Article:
All the leaves are brown (all the leaves are brown)
And the sky is grey (and the sky is grey)
I’ve been for a walk (I’ve been for a walk)
On a winter’s day (on a winter’s day)
I’d be safe and warm (I’d be safe and warm)
If I was in L.A. (if I was in L.A.)
California dreamin’ (California dreamin’)
The 1960’s song California Dreamin’ paints a utopian picture of the golden state. While California has its perks, many of its residents don’t feel particularly safe, warm, or dreamy. Nearly 1 in 6 Californian adults suffers with a mental health need, and 1 in 20 has a serious mental illness that makes it difficult to fully function. The prevalence is even higher in young people.
While these statistics are sobering, it’s even more concerning that the majority of those suffering are not receiving care. According to the most recent report from the California Healthcare Foundation, half of adults and two thirds of adolescents with mental health needs are not receiving treatment.
Although California’s uninsured rate hit a historic low in 2016, 2.9 million residents remain uninsured.  Those who are insured often have high deductibles and copays, making mental health treatment a luxury rather than a necessity.
A 2008 federal parity law and an older California law require insurance companies to beef up their benefits for mental health and substance abuse treatment, however change occurs slowly within a broken system. A 2014 review of 26 major insurance companies revealed that zero of them were able to prove full compliance with the new regulations.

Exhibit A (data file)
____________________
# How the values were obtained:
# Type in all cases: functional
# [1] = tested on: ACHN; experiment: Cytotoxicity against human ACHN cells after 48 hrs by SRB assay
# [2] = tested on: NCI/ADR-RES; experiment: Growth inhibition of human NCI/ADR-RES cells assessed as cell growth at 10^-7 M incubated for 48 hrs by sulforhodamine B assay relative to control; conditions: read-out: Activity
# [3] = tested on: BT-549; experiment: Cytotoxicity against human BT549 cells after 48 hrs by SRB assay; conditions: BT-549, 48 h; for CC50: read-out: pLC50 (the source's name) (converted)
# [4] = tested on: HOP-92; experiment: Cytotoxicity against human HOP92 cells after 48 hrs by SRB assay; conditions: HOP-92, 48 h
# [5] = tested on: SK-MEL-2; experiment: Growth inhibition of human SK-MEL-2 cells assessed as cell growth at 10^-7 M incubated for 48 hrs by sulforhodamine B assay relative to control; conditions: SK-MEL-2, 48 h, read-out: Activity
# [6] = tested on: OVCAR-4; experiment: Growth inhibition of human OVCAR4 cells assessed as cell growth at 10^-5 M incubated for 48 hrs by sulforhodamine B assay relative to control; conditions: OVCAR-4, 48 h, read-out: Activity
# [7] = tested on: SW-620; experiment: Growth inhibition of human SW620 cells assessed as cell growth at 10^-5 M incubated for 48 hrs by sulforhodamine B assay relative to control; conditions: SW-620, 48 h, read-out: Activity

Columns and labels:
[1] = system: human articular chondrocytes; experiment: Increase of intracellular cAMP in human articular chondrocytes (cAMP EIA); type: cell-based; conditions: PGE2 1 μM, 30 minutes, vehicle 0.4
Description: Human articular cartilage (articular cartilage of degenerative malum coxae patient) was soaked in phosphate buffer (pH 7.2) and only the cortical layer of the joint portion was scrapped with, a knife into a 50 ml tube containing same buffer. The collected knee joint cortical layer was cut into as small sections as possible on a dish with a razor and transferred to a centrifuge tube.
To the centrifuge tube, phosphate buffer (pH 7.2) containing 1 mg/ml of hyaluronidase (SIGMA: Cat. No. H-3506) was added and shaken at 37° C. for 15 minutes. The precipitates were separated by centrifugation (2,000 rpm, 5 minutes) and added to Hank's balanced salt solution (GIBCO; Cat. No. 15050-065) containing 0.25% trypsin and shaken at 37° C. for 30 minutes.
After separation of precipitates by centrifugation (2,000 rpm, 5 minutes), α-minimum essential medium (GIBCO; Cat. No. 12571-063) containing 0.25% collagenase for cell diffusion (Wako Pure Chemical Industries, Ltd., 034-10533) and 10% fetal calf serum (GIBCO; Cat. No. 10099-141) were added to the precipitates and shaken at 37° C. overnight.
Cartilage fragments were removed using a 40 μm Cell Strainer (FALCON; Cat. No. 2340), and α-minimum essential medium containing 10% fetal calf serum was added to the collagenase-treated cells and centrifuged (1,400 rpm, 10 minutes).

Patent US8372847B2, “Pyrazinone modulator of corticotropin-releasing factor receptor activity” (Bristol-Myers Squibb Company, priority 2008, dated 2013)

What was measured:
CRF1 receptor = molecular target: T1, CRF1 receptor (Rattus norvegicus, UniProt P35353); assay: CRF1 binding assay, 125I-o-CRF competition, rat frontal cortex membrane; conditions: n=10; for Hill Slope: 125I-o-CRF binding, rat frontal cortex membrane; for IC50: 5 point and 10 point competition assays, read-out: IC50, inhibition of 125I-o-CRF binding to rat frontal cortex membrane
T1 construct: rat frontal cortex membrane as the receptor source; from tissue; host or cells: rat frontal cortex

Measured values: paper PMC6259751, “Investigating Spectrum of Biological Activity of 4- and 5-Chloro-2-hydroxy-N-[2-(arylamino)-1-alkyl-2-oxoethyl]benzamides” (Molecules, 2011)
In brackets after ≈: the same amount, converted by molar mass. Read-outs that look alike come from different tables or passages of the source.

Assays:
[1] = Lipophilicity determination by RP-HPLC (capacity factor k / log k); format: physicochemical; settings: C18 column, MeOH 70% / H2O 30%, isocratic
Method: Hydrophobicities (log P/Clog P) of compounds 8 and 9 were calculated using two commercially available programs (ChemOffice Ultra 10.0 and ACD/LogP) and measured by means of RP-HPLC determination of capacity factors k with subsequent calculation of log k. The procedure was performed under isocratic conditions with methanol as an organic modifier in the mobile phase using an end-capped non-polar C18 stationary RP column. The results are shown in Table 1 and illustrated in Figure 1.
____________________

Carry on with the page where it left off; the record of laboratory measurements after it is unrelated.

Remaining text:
Inadequate resources complicate the problem. According to the California Hospital Association, the state is experiencing a crisis in the availability of psychiatric beds.A significant downsizing of psychiatric facilities combined with steady population growth has resulted in a 42 percent loss of psychiatric beds per capita since 1995. Because of this crisis, many people don’t receive the inpatient stabilization they need.
In addition to beds, California is also short on psychiatric providers. Most communities need a minimum of one psychiatrist for every 30,000 people (20,000 for higher risk populations). Many California communities fall significantly short of this standard.
Lack of access to care is also influenced by a variety of other factors, including significant racial and ethnic disparities, socioeconomic status, and stigma surrounding mental illness.